Women are far more likely to be the principle decision maker than men when it comes to household finances, according to child trust fund (CTF) provider Family Investments.
Contrary to established stereotypes, its research shows that 59 per cent of women are in the driving seat when it comes to money, leaving men with a mere 41 per cent share.
Women also had a better understanding of children's savings products, according to Family Investments. An impressive 62 per cent of women respondents were aware that a child trust fund is a tax-efficient savings product compared with 52 per cent of men.
The survey showed that mums are more likely to set up a child trust fund
and to top it up than dads. And that 37 per cent of women have been inspired to set up additional savings vehicles since arranging a child trust fund.
In terms of online banking
, two-thirds of women prefer to manage their finances over the internet, according to the survey; however, just 20 per cent of women currently set up bank or building society accounts online.
The top ten reasons women gave for opening a new savings account were: a good interest rate; online account access; ease of opening the savings account
; government incentives; tax-efficiency; good customer service; a regular way to save; good security systems; savings account provider reputation; and promotional incentives.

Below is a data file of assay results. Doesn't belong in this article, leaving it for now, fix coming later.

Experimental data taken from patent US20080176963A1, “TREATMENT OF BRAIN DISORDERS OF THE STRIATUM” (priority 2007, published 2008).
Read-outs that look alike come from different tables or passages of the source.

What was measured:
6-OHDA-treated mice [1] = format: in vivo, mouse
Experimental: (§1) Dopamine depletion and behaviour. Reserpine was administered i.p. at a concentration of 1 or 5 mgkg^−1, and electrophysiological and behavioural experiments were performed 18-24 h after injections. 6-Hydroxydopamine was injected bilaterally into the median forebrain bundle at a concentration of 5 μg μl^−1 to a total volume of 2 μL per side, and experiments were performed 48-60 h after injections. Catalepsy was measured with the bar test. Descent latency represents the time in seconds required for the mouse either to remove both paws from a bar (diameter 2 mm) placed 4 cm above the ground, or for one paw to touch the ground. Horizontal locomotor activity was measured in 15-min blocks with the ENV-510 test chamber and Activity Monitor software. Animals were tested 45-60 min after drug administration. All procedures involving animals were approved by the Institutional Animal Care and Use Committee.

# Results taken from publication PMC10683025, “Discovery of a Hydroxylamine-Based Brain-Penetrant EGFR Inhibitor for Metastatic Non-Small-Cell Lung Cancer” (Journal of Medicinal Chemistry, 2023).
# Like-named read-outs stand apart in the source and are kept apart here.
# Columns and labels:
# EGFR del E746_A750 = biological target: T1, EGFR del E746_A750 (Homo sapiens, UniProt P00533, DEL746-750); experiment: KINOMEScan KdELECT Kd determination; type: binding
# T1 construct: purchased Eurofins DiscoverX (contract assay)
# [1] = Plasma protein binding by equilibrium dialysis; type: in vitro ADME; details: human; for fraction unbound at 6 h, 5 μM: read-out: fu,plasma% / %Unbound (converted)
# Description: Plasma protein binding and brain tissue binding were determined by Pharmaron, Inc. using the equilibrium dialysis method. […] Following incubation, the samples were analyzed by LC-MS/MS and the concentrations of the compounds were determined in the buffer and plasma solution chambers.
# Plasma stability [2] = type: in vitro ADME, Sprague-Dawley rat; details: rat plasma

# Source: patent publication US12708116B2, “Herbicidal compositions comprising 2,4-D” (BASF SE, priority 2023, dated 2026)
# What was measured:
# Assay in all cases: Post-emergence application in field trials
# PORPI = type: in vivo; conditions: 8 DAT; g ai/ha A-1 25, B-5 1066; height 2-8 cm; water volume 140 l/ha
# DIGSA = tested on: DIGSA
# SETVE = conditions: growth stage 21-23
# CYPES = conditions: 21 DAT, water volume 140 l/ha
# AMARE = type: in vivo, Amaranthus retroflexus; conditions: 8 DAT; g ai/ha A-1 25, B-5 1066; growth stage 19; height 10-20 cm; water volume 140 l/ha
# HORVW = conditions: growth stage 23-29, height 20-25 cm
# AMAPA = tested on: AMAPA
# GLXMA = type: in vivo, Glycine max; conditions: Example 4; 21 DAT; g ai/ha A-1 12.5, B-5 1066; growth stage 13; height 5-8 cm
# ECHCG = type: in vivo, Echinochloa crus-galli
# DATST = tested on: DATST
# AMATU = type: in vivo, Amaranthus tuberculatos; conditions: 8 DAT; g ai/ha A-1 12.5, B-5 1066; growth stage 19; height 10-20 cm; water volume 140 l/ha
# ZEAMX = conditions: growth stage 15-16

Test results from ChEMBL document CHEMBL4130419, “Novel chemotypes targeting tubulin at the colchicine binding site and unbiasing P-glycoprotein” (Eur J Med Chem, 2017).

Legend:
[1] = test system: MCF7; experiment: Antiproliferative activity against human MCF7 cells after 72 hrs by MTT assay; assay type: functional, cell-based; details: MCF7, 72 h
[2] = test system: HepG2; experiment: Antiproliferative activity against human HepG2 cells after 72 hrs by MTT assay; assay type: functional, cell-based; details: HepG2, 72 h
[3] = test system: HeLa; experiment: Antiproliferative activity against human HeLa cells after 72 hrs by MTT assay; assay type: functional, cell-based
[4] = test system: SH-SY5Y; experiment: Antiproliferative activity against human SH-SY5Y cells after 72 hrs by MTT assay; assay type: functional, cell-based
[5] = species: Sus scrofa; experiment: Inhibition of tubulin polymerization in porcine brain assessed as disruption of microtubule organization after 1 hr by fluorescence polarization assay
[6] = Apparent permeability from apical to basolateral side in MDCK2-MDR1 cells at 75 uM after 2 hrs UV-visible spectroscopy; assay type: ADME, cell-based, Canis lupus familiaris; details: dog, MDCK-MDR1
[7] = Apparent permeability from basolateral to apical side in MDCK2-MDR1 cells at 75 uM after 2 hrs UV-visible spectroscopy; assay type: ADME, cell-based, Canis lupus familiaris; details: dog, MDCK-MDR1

Head of savings and investments, Miles Bingham, says: "The ability to set-up and access your personal finances online is becoming more and more essential. Women usually set up their child's CTF and we have provided this service in response to their needs. 88 per cent of mums say that they will monitor finances more frequently if they can do so online."
In response, Family Investments has set up a new online wizard, which, according to Mr Bingham, enables "mums to monitor their child's CTF and manage many aspects of the account. When their child is older, Online Wizard can even be used to teach children about the value of saving regularly - online wizard can help predict what the final value of the fund could be."
Customers can register online to check the value of their child's trust fund, top up their child's account, view statements, find out their remaining annual allowance, and find out how much their account may be worth when they reach 18.
"We have already seen how much internet access will mean to parents - online wizard received more than 1,400 registrations within hours of its launch," says Mr Bingham.
© Fair Investment